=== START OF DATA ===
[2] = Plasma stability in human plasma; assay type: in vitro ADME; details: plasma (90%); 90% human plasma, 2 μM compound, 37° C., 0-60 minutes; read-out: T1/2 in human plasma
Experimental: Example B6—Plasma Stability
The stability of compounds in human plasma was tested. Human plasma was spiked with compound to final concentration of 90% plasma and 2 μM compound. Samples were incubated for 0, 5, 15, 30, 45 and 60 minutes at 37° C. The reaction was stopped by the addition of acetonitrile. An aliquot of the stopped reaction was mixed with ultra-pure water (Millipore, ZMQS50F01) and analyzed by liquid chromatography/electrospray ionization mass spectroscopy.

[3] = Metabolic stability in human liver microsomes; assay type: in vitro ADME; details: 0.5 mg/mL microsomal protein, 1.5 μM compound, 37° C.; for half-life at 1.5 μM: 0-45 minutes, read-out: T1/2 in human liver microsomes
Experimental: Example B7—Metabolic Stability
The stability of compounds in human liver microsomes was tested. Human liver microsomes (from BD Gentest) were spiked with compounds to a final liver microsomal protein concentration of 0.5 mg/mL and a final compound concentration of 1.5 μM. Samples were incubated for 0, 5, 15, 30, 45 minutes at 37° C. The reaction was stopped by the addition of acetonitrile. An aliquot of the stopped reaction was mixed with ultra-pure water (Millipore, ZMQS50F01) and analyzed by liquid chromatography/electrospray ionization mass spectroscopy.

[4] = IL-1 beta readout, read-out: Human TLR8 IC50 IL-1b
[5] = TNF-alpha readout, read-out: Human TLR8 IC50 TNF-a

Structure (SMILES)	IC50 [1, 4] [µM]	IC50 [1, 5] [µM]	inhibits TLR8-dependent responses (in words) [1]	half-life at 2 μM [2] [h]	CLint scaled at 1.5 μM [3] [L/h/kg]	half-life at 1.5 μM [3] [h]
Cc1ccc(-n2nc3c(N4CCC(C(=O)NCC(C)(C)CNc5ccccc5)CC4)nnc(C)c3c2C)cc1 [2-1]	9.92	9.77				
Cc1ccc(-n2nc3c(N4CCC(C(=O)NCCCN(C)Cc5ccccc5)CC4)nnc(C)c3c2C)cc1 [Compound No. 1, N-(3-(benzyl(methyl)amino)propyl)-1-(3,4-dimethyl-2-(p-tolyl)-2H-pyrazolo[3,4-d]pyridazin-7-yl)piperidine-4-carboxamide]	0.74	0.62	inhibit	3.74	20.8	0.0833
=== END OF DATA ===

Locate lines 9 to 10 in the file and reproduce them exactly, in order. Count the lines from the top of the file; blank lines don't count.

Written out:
Structure (SMILES)	IC50 [1, 4] [µM]	IC50 [1, 5] [µM]	inhibits TLR8-dependent responses (in words) [1]	half-life at 2 μM [2] [h]	CLint scaled at 1.5 μM [3] [L/h/kg]	half-life at 1.5 μM [3] [h]
Cc1ccc(-n2nc3c(N4CCC(C(=O)NCC(C)(C)CNc5ccccc5)CC4)nnc(C)c3c2C)cc1 [2-1]	9.92	9.77				